Nora Kort worries about the younger generation of Palestinians. Photo by Michael Swan

Older generations fear youth will give up on Palestine

By 
  • June 12, 2014

BETHLEHEM - Like elders of every society and every era, Nora Kort worries about a future she will not see.

She worries about the younger generation. She worries that the young generation has no respect for authority, they are detached from their traditions, rigidity and anger have taken over.

“Palestinians were not like this before,” she said. “I mean the stories, the narratives that I hear from my family were that Muslims and Christians in the past . . . were middle class. Muslims were more or less like Christians. They had education. They lived decently. They had good housing.”

Kort grew up in privileged circumstances — private schools, travel to Europe and America. She was part of an urban elite that, while not exclusively Christian, lived in a Christian world. Rural Palestine, 75 per cent of the population, was mostly Muslim. The gulf between urban and rural has been erased by rapid urbanization since 1967, when Israel’s army pushed back all the way to the Jordan River.

Palestinian planners expect the population density in Bethlehem to hit 5,135 people per square kilometre by 2015. Compare that to 954.4 per square kilometre in Toronto. To the north and west of Bethlehem is the Israeli separation wall. To the south and east is a fenced-in Israeli bypass road serving the settlements. Hilltop Israeli settlements are on three sides of the city.

Michael and Rula Sansur are getting ready for their daughter’s wedding. Doris Sansur will marry Nader Theodory, a Greek Orthodox Palestinian whose family has lived in Jordan since they lost their West Jerusalem home in 1948. The Sansurs keep a photo in their living room of the West Jerusalem office and commercial building they lost in 1948.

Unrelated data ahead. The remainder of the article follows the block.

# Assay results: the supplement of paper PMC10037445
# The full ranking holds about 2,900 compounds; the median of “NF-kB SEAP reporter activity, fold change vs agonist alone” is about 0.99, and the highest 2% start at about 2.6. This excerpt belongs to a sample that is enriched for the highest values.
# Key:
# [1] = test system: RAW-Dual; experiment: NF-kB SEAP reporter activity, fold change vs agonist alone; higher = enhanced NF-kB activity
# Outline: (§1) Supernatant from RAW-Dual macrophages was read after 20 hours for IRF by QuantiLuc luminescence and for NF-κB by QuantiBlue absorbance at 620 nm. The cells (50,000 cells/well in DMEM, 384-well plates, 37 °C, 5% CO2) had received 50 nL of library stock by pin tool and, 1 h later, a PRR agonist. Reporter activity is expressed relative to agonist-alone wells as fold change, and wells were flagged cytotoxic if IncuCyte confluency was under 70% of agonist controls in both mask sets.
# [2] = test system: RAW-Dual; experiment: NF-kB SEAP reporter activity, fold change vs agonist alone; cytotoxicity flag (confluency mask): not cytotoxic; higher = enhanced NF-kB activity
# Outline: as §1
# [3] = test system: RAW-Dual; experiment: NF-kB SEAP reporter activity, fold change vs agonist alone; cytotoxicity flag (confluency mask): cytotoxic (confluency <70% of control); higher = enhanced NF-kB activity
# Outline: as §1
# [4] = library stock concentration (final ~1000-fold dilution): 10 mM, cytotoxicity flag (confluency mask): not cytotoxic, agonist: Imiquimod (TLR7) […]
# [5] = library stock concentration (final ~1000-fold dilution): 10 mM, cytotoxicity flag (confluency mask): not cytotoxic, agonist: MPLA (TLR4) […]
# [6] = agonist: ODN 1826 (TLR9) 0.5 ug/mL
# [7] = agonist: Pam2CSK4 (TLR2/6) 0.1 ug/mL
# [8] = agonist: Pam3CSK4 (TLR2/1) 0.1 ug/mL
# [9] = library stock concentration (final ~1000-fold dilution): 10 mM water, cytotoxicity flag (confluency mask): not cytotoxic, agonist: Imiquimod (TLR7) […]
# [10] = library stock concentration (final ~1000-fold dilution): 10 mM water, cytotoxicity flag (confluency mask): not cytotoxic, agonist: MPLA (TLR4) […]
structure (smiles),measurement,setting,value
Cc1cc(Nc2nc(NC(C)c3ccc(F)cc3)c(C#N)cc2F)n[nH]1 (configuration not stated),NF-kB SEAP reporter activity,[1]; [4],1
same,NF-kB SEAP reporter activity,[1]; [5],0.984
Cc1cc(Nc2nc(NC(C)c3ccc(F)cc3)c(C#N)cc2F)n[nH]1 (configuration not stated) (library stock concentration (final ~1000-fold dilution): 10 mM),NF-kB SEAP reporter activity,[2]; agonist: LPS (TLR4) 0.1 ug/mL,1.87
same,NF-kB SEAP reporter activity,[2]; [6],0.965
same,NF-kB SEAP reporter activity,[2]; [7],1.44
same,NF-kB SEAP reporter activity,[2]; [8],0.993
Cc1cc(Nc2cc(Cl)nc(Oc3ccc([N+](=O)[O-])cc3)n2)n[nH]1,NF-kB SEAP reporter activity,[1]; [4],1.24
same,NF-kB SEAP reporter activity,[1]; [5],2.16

Michael and Rula are happy for their daughter, and also apprehensive. Doris will move with her husband to Amman, Jordan. The distance is less than 80 kilometres as the crow flies. But the border is controlled by Israeli soldiers. It won’t be impossible to visit Amman, but it’s never easy.

There’s also the issue of the groom’s U.S. citizenship and his work prospects. He might land a job in the United States and the young couple might settle there.

“They are free. They are adults. They have to choose what they want,” said Michael Sansur, executive vice president of Bethlehem University. “We have to try as much as possible to avoid growing old alone. We would much rather have our own children near us.”

As a university official who deals with students every day, Sansur knows it is rare for young Palestinians to simply give up on life in Palestine. For Palestinians there is very little allure attached to striking out on one’s own, away from family. They “often find themselves in situations that they had not planned for and with a great deal of accidental emigration,” he said.

Sansur doesn’t tell students at Bethlehem University they have to stay.

“I can’t tell them ‘No, you’re making a mistake.’ Because this is not necessarily true,” he said. “Of course a better life is not guaranteed outside of this country.”

He would prefer that they stay. He is deeply committed to the Bethlehem University mission to build a better Palestine by nurturing a generation of capable leaders. Without that educated, committed next generation — both Muslim and Christian — the Sansurs are afraid of finding themselves stranded in an alien world.

Rising fundamentalism lurks in the back of their minds, but they don’t think of tension between Christians and Muslims as a Palestinian problem.

“We don’t feel threatened, directly threat-ened, but it lurks in the back of your mind,” he said. “They are becoming more fanatic. What is our future with them? But we don’t feel persecuted at all. Not here. Not in Palestine. We don’t feel persecuted by the Muslims. In Jordan, Egypt, but not here.”

Beyond the special case of Palestine, Sansur senses a different reality for Middle East Christians. Forces unleashed by the Arab Spring and huge shifts in population since the American invasion of Iraq in 2003 have left Christian life in the Middle East fragile.

“It makes us very angry that foreign powers are interfering in the social fabric of this region — in the cultural, social and religious fabric, which is a very delicate one,” he said. “They have destabilized this region, along with the oil-rich countries. And yes we do feel threatened by this change which we do not see as for the better. We do not see the Arab Spring as bringing any positive results. On the contrary. Yes, they were dictator-ships that were ousted. But then they were replaced by chaos.” 

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